Evaluation of the effectiveness and staff acceptance of education strategies to improve medication safety


  • Madeleine Hills King Edward Memorial Hospital, Western Australia, Australia
  • Stephanie Wai Khuan Teoh King Edward Memorial Hospital, Western Australia, Australia https://orcid.org/0000-0003-2763-1163
  • Tamara Lebedevs King Edward Memorial Hospital, Western Australia, Australia




Education, Learning, Medication safety, Microlearning, Pharmacy


Background: The pharmacy department at the study site provides ongoing education on medication safety to the hospital staff through a variety of means.

Objectives: The study aimed to evaluate and compare various forms of education and the clinical impact and satisfaction reported by staff.

Methods: A survey was disseminated to staff across the hospital, and 81 responses were collected.

Results: Staff preferred learning through a combination of teaching methods rather than individual modalities. The majority of respondents stated that they felt their knowledge of medication safety improved after education and that the content was actionable. Most staff also agreed or strongly agreed that education positively impacted their clinical practice. Staff preferences regarding education were also themed around different learning modalities, quick and concise messages, topics of medication updates, and relevance to practice. Preferences of the hospital staff will be aligned with education strategies based on this evaluation.

Author Biographies

Madeleine Hills, King Edward Memorial Hospital, Western Australia, Australia

Pharmacist - Pharmacy Department

Stephanie Wai Khuan Teoh, King Edward Memorial Hospital, Western Australia, Australia

Clinical supervisor pharmacist - Pharmacy Department

Tamara Lebedevs, King Edward Memorial Hospital, Western Australia, Australia

Pharmacy Department


Bakkum, M. J., Tichelaar, J., Wellink, A., Richir, M. C., & van Agtmael, M. A. (2019). Digital Learning to Improve Safe and Effective Prescribing: A Systematic Review. Clinical pharmacology and therapeutics, 106(6), 1236–1245. https://doi.org/10.1002/cpt.1549

Balakrishnan, A., Puthean, S., Satheesh, G., M K, U., Rashid, M., Nair, S., & Thunga, G. (2021). Effectiveness of blended learning in pharmacy education: A systematic review and meta-analysis. PloS one, 16(6), e0252461. https://doi.org/10.1371/journal.pone.0252461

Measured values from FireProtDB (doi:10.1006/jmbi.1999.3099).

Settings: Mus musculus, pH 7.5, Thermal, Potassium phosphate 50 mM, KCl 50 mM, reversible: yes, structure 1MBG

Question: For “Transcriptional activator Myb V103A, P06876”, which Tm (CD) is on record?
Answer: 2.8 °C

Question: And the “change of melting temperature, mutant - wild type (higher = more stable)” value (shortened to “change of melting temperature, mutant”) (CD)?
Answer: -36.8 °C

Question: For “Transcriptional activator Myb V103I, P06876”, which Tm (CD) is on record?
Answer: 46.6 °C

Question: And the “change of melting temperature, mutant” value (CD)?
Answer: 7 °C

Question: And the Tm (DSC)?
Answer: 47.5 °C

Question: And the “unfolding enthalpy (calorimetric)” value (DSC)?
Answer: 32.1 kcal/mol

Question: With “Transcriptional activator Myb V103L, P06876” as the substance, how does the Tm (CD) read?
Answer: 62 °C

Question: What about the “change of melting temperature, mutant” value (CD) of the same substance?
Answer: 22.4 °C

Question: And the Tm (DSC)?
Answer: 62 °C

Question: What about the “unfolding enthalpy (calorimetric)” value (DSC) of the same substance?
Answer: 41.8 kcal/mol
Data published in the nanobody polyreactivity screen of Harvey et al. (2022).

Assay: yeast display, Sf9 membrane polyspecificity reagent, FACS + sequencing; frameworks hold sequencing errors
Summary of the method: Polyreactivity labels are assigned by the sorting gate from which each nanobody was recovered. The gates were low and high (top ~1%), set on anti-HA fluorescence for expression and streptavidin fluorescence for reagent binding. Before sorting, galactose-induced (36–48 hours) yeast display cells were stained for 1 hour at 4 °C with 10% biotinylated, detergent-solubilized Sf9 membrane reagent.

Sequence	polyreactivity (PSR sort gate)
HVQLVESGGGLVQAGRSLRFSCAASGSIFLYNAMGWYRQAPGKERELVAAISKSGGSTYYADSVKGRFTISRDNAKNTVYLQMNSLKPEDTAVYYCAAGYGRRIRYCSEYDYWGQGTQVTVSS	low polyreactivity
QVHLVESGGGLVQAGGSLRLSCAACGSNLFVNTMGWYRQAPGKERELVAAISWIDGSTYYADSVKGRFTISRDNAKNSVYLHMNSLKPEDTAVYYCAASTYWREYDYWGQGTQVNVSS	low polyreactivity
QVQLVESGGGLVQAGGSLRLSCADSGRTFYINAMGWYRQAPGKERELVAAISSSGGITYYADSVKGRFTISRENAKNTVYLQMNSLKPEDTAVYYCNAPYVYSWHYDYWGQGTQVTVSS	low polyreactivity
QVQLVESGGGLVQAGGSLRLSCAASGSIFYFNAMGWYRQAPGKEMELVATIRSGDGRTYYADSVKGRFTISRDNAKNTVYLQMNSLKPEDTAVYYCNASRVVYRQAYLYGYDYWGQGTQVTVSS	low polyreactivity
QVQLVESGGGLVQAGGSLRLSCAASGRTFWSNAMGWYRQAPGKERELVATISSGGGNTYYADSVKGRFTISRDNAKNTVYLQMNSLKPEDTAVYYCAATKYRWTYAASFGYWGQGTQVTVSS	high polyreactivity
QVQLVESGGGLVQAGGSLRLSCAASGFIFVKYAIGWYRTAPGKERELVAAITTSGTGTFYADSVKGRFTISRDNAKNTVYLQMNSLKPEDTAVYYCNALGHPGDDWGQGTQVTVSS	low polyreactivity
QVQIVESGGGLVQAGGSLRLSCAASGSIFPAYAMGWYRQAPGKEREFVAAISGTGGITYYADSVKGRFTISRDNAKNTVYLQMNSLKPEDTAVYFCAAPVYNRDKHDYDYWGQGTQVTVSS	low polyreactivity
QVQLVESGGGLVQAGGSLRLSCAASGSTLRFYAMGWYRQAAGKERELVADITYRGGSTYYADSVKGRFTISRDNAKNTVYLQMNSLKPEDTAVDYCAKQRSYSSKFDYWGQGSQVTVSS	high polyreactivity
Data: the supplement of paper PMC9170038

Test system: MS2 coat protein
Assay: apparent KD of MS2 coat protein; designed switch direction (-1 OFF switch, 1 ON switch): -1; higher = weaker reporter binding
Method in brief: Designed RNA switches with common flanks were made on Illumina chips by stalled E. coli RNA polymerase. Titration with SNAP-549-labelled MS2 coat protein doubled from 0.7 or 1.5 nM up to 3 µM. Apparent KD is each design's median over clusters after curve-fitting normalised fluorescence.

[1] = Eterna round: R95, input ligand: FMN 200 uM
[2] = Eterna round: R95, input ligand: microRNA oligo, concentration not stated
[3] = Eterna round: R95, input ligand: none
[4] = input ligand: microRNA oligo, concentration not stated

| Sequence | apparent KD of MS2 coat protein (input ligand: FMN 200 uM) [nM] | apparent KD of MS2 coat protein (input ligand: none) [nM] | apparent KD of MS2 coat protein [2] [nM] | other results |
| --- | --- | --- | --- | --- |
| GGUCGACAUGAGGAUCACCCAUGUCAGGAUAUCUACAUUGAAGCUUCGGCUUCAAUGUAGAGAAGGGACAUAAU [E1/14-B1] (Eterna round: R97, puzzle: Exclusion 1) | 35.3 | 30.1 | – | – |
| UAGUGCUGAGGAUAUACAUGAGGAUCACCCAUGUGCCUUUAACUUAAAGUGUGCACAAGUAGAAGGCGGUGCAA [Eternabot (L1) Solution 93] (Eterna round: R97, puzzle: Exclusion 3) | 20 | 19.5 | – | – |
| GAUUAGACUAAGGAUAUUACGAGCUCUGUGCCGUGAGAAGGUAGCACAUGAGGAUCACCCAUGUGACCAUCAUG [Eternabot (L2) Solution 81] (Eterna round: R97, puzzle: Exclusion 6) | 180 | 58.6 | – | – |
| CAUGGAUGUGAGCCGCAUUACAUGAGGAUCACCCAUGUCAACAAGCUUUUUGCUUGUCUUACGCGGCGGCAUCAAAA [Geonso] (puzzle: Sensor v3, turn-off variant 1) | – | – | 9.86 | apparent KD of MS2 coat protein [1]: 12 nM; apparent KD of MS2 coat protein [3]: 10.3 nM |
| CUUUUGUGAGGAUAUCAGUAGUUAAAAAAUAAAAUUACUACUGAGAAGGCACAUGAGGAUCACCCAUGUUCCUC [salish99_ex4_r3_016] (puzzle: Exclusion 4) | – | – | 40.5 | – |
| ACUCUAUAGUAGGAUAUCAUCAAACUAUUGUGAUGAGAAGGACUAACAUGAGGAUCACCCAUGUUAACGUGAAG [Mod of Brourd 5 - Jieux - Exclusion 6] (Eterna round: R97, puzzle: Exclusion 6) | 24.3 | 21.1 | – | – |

Brooks, H. L., Pontefract, S. K., Vallance, H. K., Hirsch, C. A., Hughes, E., Ferner, R. E., Marriott, J. F., & Coleman, J. J. (2016). Perceptions and Impact of Mandatory eLearning for Foundation Trainee Doctors: A Qualitative Evaluation. PloS one, 11(12), e0168558. https://doi.org/10.1371

Cook, D. A., Levinson, A. J., Garside, S., Dupras, D. M., Erwin, P. J., & Montori, V. M. (2008). Internet-based learning in the health professions: a meta-analysis. JAMA, 300(10), 1181–1196. https://doi.org/10.1001/jama.300.10.1181

Coyne, L., Merritt, T. A., Parmentier, B. L., Sharpton, R. A., & Takemoto, J. K. (2019). The Past, Present, and Future of Virtual Reality in Pharmacy Education. American journal of pharmaceutical education, 83(3), 7456. https://doi.org/10.5688/ajpe7456

Efferth, T. (2011) E-Learning in Pharmacology and Pharmacy. Education Sciences, 1(1), 4-14. https://doi.org/10.3390/educ1010004

Enderby, C. Y., Davis, S., Sincak, C. A., & Shaw, B. (2021). Health-system pharmacist preceptor development and educational needs for accessible resources. Currents in pharmacy teaching & learning, 13(9), 1110–1120. https://doi.org/10.1016/j.cptl.2021.06.042

Farahani, S., Farahani, I., Burckhardt, B. B., Schwender, H., & Laeer, S. (2020). Self-Instruction Video Versus Face-to-Face Instruction of Pharmacy Students' Skills in Blood Pressure Measurement. Pharmacy (Basel, Switzerland), 8(4), 217. https://doi.org/10.3390/pharmacy8040217

Flores-Mateo, G., & Argimon, J. M. (2007). Evidence based practice in postgraduate healthcare education: a systematic review. BMC health services research, 7, 119. https://doi.org/10.1186/1472-6963-7-119